hospital administrators throughout the Douglasville

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This experience taught me a great deal about dynamic teamwork, healthcare, and the running of nonprofits. However, the most profound insight I gained was that it takes an open heart, determination, and a willingness to remain undaunted in the face of the word ‘no’ in order to be truly dedicated to bringing hope to others. The one ‘yes’ that can make all the difference may be just around the corner if you persevere.” This August, Joy started the new academic year as a UGA Resident Assistant at Myers Hall.

The Ash Service Award was established by Kathryn L. Ash (’82) and Darren W. Ash (’81, ’82), to cultivate and support a culture of locally focused community service within the UGA Honors Program. Every summer, a $3,000 stipend is awarded to two Honors students who intern full-time in the summer on behalf of a service organization in Georgia, supporting programming that improves local communities.

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H O N O R S

READY, SET, and GO

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hen Honors student Tyler Daugherty graduated one year ago from the Savannah Arts Academy, he was ready to take on Athens and UGA. After registering for classes, Tyler

immediately signed up as a tutor for the Honors-sponsored Thomas Lay After School Program, became a member of the Roosevelt Institute, and joined MEDLIFE at UGA. He also was selected as a new member of the Honors Program Student Council

(HPSC), of which he is treasurer, and with other members of HPSC served as a volunteer for the Georgia Food Bank and the Athens Homeless Shelter. With a declared physics major with pre-med intention, Tyler started doing research with Dr. Tho Nguyen in the physics department but felt he still needed to find a place for his creative energy. Adding both a theatre and Italian minor, he auditioned for, and ultimately got, the role of Hanschen in the UGA Theatre production of Spring Awakening. “Spring Awakening and Hanschen forced me to mature, helping me find in myself a deeper passion for theatre and a greater acceptance for society as a whole,” he said after the show was over. “It is this experience that helped me to realize what I think to be the most beautiful thing about the theatrical arts: in this realm, we are each forced to explore aspects of ourselves, as performers and audience members, which we may fear or hide from, and that helps us to grow and mature as individuals and as a society.” After volunteering for a week during winter break with MEDLIFE Mobile Clinic in Esmeraldas, Ecuador, where he and 35 other students provided basic healthcare to residents with limited access, Tyler returned to UGA ready for more. He continued his physics research with Dr. Nguyen, whose group focuses on Spintronics in π-conjugated organic semiconductors. Tyler spent much of the summer in Huntsville, AL at the NASA Marshall Space Flight Center through an NSF-funded Heliophysics Research Experience for Undergraduates. He shows no signs of slowing down on this track to build a future career at the intersection of science and art.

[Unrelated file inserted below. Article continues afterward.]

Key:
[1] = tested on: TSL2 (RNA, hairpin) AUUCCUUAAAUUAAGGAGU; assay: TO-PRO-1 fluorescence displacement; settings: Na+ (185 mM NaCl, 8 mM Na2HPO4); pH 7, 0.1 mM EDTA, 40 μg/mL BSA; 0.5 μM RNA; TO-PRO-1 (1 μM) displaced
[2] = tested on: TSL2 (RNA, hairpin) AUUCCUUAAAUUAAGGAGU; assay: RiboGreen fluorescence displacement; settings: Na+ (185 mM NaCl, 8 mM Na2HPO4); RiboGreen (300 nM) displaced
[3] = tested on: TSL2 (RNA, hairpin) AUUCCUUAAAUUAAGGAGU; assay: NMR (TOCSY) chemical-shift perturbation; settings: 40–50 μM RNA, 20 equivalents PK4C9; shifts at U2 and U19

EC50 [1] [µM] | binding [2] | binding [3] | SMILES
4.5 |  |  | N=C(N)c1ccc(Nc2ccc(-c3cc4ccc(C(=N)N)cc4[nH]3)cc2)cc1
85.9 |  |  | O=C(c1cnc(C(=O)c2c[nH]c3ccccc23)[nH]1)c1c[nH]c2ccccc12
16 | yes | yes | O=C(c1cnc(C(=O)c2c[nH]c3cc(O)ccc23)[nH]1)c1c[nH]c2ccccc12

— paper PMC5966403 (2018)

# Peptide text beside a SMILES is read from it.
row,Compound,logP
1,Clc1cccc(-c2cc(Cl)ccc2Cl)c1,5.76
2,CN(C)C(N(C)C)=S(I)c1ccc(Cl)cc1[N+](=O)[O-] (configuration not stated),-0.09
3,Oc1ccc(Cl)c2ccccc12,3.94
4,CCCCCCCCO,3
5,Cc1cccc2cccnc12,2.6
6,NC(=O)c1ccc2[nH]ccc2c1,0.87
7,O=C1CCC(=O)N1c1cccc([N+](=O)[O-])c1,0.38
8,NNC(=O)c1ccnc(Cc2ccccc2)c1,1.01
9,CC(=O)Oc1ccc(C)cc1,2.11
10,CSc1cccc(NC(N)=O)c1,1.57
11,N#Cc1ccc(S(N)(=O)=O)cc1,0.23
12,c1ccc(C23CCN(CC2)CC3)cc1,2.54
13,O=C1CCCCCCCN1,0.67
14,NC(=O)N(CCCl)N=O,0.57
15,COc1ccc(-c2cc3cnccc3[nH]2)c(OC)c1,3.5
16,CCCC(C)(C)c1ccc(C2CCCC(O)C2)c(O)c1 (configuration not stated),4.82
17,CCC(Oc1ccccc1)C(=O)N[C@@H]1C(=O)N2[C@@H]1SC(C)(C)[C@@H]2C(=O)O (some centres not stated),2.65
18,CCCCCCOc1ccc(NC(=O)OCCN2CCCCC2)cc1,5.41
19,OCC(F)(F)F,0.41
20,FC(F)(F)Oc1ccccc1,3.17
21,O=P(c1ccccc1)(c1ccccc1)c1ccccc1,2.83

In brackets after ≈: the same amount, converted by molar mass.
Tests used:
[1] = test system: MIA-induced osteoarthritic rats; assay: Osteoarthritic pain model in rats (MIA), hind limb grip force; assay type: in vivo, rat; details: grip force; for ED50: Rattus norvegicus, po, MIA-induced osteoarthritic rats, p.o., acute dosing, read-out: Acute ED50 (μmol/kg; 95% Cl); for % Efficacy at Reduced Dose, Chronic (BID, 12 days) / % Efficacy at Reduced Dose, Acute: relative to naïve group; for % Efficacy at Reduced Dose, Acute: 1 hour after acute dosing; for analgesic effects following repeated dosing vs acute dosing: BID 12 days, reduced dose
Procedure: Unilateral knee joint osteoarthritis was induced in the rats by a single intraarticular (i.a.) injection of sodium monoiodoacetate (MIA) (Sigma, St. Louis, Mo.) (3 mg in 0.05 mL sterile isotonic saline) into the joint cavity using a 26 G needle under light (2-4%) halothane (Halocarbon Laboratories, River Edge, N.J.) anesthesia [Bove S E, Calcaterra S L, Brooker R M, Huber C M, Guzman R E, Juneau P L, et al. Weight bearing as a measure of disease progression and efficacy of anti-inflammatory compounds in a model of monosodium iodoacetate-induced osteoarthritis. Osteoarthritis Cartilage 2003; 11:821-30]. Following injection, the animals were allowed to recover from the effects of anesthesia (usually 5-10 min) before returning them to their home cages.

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ANOTHER POSTER ON THE HILL

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ach April, the national Council on Undergraduate Research hosts Posters on the Hill in Washington, DC. Approximately 75 students from all over the country are selected on a competitive basis, out of a pool of approximately 700 applicants, to present their research posters to invited guests such as senators, representatives, congressional staff members, federal agency program officers, and the science press corps. Students have an opportunity to meet with their state representatives, attend field trips, and hear from speakers who are innovators and supporters of undergraduate research. This year, Lydia “Meg” Babcock-Adams joined the roster of recent UGA Honors students who have been selected for this prestigious program and honor. Meg will graduate in 2016 with a degree in chemistry as well as an interdisciplinary studies program in marine sciences. She

has taken multiple CURO research courses and has been working in marine science labs for two years. She was a 2013 CURO Summer Research Fellow, and the funding this provided allowed her to participate in a three-week oceanographic journey in the North Pacific. Meg presented her results from this expedition at the 2014 CURO Symposium. Her oral presentation was entitled, “Chemistry at Sea: An Expedition to the North Pacific to Analyze Deep Ocean Refractory Carbon.” For the Posters on the Hill program, Meg presented on the topic, “Methods of Evaluating the Role of UV Radiation on the Global Marine Organic Carbon Cycle.” As part of the program, she met with members of the Georgia congressional delegation and had the opportunity to tell her personal story of how undergraduate research has significantly impacted her college career.